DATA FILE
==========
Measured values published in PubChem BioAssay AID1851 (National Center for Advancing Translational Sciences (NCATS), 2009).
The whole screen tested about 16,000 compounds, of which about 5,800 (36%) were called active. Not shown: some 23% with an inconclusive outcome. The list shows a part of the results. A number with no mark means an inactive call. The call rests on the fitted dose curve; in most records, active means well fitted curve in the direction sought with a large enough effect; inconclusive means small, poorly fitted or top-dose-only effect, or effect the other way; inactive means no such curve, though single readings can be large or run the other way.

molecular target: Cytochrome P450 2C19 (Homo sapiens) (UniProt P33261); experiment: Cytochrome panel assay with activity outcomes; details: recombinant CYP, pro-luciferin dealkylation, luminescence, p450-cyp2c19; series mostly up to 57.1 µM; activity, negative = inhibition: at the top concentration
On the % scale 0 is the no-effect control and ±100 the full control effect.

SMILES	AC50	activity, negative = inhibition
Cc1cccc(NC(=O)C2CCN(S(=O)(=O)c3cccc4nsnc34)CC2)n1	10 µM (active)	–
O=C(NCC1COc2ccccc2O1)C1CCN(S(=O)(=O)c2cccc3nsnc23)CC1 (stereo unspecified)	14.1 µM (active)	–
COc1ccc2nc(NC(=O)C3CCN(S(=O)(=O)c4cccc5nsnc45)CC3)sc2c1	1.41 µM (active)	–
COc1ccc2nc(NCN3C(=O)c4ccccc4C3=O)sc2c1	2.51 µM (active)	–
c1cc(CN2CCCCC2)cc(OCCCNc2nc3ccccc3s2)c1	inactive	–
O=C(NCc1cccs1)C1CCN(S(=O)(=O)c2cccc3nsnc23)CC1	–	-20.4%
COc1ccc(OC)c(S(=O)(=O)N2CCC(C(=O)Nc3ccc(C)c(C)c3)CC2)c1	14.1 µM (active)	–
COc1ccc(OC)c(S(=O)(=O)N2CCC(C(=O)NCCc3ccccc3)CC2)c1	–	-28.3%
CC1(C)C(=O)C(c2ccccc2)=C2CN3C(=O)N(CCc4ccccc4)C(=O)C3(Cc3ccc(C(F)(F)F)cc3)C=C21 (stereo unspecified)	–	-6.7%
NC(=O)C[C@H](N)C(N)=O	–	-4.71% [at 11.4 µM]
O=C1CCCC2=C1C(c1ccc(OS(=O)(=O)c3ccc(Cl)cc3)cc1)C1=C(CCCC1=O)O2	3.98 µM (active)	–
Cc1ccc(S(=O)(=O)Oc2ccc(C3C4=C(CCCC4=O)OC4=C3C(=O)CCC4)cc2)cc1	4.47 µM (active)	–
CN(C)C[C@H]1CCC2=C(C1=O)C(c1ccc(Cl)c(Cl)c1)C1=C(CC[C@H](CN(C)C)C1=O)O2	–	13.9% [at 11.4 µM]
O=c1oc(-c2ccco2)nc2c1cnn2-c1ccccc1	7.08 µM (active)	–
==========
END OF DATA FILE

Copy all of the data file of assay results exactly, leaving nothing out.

Measured values published in PubChem BioAssay AID1851 (National Center for Advancing Translational Sciences (NCATS), 2009).
The whole screen tested about 16,000 compounds, of which about 5,800 (36%) were called active. Not shown: some 23% with an inconclusive outcome. The list shows a part of the results. A number with no mark means an inactive call. The call rests on the fitted dose curve; in most records, active means well fitted curve in the direction sought with a large enough effect; inconclusive means small, poorly fitted or top-dose-only effect, or effect the other way; inactive means no such curve, though single readings can be large or run the other way.

molecular target: Cytochrome P450 2C19 (Homo sapiens) (UniProt P33261); experiment: Cytochrome panel assay with activity outcomes; details: recombinant CYP, pro-luciferin dealkylation, luminescence, p450-cyp2c19; series mostly up to 57.1 µM; activity, negative = inhibition: at the top concentration
On the % scale 0 is the no-effect control and ±100 the full control effect.

SMILES	AC50	activity, negative = inhibition
Cc1cccc(NC(=O)C2CCN(S(=O)(=O)c3cccc4nsnc34)CC2)n1	10 µM (active)	–
O=C(NCC1COc2ccccc2O1)C1CCN(S(=O)(=O)c2cccc3nsnc23)CC1 (stereo unspecified)	14.1 µM (active)	–
COc1ccc2nc(NC(=O)C3CCN(S(=O)(=O)c4cccc5nsnc45)CC3)sc2c1	1.41 µM (active)	–
COc1ccc2nc(NCN3C(=O)c4ccccc4C3=O)sc2c1	2.51 µM (active)	–
c1cc(CN2CCCCC2)cc(OCCCNc2nc3ccccc3s2)c1	inactive	–
O=C(NCc1cccs1)C1CCN(S(=O)(=O)c2cccc3nsnc23)CC1	–	-20.4%
COc1ccc(OC)c(S(=O)(=O)N2CCC(C(=O)Nc3ccc(C)c(C)c3)CC2)c1	14.1 µM (active)	–
COc1ccc(OC)c(S(=O)(=O)N2CCC(C(=O)NCCc3ccccc3)CC2)c1	–	-28.3%
CC1(C)C(=O)C(c2ccccc2)=C2CN3C(=O)N(CCc4ccccc4)C(=O)C3(Cc3ccc(C(F)(F)F)cc3)C=C21 (stereo unspecified)	–	-6.7%
NC(=O)C[C@H](N)C(N)=O	–	-4.71% [at 11.4 µM]
O=C1CCCC2=C1C(c1ccc(OS(=O)(=O)c3ccc(Cl)cc3)cc1)C1=C(CCCC1=O)O2	3.98 µM (active)	–
Cc1ccc(S(=O)(=O)Oc2ccc(C3C4=C(CCCC4=O)OC4=C3C(=O)CCC4)cc2)cc1	4.47 µM (active)	–
CN(C)C[C@H]1CCC2=C(C1=O)C(c1ccc(Cl)c(Cl)c1)C1=C(CC[C@H](CN(C)C)C1=O)O2	–	13.9% [at 11.4 µM]
O=c1oc(-c2ccco2)nc2c1cnn2-c1ccccc1	7.08 µM (active)	–